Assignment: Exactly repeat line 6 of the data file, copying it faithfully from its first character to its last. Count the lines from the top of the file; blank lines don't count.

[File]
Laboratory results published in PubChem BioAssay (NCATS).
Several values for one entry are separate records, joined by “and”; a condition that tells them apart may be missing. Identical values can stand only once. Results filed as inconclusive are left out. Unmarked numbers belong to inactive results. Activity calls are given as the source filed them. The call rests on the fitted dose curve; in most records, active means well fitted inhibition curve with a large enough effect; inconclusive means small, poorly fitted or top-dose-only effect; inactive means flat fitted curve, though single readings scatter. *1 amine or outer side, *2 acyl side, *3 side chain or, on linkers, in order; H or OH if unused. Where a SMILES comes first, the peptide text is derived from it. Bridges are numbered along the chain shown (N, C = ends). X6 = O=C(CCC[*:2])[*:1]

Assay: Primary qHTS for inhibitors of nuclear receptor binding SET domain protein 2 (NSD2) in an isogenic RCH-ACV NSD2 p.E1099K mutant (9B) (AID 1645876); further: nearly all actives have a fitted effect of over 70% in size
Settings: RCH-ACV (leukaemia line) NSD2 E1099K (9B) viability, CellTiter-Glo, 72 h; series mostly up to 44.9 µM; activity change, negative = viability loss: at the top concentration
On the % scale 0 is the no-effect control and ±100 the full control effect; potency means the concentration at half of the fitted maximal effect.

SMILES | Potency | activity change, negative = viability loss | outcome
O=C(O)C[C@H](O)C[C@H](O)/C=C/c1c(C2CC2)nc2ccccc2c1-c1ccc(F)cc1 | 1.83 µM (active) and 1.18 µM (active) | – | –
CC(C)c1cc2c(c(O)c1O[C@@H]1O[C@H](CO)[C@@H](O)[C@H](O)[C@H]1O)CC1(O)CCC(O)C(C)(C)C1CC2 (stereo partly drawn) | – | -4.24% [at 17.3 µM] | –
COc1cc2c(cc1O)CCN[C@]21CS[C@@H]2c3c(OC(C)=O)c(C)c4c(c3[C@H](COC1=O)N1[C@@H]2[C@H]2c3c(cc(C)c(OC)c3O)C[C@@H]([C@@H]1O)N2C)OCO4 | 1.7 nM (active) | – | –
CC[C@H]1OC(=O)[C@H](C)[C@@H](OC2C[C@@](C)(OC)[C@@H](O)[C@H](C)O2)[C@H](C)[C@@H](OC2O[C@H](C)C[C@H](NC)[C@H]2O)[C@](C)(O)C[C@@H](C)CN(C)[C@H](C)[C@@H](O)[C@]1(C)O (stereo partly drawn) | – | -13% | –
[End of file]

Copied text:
SMILES | Potency | activity change, negative = viability loss | outcome